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The Pink Panther (1963)

Approved  |   |  Comedy, Crime  |  20 March 1964 (USA)
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Ratings: 7.2/10 from 36,119 users  
Reviews: 146 user | 63 critic

Bumbling and conceited French police inspector Clouseau tries to catch The Phantom, a daring jewel thief whose identity and features are unknown - and is acting right under his nose.



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Nominated for 1 Oscar. Another 2 wins & 6 nominations. See more awards »



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Complete credited cast:
Brenda de Banzie ...
Angela Dunning
Colin Gordon ...
Defence Barrister (as John LeMesurier)
James Lanphier ...
Guy Thomajan ...
Michael Trubshawe ...
Felix Townes
Riccardo Billi ...
Aristotle Sarajos
Meri Welles ...
Monica Fawn (as Meri Wells)
Martin Miller ...
Pierre Luigi - Photographer
Fran Jeffries ...
Greek 'cousin'


The trademark of The Phantom, a renowned jewel thief, is a glove left at the scene of the crime. Inspector Clouseau, an expert on The Phantom's exploits, feels sure that he knows where The Phantom will strike next and leaves Paris for Switzerland, where the famous Lugashi jewel 'The Pink Panther' is going to be. However, he does not know who The Phantom really is, or for that matter who anyone else really is... Written by Graeme Roy <gsr@cbmamiga.demon.co.uk>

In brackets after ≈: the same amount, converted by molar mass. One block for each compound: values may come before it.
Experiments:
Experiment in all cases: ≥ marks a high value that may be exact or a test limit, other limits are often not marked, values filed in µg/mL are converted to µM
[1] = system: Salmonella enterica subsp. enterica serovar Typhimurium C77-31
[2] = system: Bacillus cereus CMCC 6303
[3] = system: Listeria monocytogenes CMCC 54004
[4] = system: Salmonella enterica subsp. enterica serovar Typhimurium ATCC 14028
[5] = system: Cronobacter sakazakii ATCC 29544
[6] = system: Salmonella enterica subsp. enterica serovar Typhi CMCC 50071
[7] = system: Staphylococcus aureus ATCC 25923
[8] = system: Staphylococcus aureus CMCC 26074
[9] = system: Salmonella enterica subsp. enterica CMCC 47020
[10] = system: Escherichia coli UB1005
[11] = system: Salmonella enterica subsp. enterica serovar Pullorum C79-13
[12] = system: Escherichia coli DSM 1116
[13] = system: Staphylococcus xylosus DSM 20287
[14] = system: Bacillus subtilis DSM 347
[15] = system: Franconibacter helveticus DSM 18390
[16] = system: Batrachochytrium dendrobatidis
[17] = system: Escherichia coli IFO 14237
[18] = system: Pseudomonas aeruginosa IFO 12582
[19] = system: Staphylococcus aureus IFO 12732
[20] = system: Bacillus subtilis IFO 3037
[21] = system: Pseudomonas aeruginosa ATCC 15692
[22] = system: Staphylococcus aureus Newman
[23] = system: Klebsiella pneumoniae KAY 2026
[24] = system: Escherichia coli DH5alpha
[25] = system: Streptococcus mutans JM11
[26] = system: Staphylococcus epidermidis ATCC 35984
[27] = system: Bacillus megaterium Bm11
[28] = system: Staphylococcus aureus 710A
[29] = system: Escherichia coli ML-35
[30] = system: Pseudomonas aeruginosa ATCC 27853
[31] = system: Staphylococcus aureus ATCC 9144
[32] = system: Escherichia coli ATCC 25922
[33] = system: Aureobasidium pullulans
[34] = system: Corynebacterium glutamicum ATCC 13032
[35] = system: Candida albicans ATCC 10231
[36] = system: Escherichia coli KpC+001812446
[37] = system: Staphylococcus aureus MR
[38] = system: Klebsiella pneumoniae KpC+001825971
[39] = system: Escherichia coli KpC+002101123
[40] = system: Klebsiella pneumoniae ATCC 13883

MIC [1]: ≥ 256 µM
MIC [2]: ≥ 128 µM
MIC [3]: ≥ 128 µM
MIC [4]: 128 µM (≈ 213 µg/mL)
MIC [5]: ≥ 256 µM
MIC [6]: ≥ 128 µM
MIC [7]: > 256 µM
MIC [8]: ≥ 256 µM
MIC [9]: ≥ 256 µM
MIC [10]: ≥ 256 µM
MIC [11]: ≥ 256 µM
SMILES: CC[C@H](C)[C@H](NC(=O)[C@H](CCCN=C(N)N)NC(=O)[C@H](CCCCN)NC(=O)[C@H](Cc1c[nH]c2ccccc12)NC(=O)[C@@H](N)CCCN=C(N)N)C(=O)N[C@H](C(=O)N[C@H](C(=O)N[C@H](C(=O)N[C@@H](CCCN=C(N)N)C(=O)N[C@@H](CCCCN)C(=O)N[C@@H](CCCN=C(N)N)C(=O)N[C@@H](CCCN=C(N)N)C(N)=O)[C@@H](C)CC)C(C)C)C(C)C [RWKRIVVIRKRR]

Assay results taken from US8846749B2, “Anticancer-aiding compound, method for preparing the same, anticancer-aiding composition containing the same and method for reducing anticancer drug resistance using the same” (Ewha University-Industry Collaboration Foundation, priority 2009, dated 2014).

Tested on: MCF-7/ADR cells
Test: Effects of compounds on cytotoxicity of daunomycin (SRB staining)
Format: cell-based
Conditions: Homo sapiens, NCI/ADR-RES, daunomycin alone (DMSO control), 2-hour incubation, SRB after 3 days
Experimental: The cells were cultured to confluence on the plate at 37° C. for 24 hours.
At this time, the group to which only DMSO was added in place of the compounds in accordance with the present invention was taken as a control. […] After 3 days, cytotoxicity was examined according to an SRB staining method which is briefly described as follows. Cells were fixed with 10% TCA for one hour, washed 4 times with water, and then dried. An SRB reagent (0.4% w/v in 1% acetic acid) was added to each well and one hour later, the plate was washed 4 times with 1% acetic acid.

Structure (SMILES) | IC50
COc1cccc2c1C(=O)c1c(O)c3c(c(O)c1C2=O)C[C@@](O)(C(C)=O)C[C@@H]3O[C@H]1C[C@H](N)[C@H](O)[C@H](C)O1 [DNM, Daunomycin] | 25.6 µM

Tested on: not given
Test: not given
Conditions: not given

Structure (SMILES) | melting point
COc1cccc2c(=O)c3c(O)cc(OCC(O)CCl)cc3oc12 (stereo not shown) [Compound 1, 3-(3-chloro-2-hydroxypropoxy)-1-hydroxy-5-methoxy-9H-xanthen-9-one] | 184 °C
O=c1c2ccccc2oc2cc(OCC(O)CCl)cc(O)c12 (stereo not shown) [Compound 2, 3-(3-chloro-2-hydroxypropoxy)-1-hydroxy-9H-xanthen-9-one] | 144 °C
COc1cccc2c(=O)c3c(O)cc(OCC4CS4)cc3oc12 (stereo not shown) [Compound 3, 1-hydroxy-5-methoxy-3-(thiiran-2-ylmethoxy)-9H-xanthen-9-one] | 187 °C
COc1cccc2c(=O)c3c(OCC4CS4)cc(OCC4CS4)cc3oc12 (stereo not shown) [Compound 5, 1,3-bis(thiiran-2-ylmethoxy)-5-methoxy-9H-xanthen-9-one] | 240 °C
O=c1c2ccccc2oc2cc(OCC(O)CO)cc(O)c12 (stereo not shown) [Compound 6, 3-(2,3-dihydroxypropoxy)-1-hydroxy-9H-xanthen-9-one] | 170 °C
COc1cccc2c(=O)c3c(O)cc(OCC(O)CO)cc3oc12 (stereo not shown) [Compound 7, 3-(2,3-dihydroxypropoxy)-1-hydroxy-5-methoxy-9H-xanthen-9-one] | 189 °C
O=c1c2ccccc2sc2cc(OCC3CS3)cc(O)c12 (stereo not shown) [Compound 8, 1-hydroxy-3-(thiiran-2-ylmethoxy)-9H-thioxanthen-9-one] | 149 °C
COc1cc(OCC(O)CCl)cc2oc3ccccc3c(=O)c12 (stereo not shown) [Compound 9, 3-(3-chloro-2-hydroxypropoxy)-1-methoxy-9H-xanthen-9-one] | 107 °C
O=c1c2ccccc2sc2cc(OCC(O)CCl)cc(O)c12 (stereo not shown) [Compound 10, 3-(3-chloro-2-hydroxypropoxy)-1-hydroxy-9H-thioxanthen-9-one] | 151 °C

Plot Summary | Plot Synopsis


A Madcap Frolic Of Crime and Fun See more »


Comedy | Crime


Approved | See all certifications »

Parents Guide:






Release Date:

20 March 1964 (USA)  »

Also Known As:

La pantera rosa  »

Box Office


SEK 2,212,000 (Sweden)

Company Credits

Production Co:

Show detailed on  »

Technical Specs


Sound Mix:

(Westrex Recording System)|



Aspect Ratio:

2.20 : 1
See  »

Did You Know?


Blake Edwards and Peter Sellers enjoyed working together to develop Clouseau down to every move and nuance of voice and expression. "For years I'd been getting bits of what I wanted into films, as writer or director...but I had never had an area in which to exploit my ideas to the full," Edwards said. "Then along came Peter, a walking storehouse of madness, a ham with an almost surrealist approach to the insanity of things, and we found an immediate affinity." See more »


When Clouseau comes back to the bedroom with the violin case, he puts it on the armchair. Later he sits down and the case is no longer there. See more »


[first lines]
Gem dealer 1: As in every stone of this size, there is a flaw.
Sultan: A flaw?
Gem dealer 2: The slightest flaw, your excellency.
Gem dealer 1: If you look deep into the stone, you will perceive the tiniest discoloration. It resembles an animal.
Sultan: An animal?
Gem dealer 1: A little panther.
Sultan: Yes! A pink panther. Come here, Dala. A gift to your father from his grateful people. Some day it will be yours. The most fabulous diamond in all the world. Come closer.
See more »

Crazy Credits

At the end of the film the cartoon pink panther makes a brief appearance in a live-action scene holding up a sign reading THEND, which he then corrects to THE END. See more »


Referenced in Jeopardy!: Episode #26.163 (2010) See more »


It Had Better Be Tonight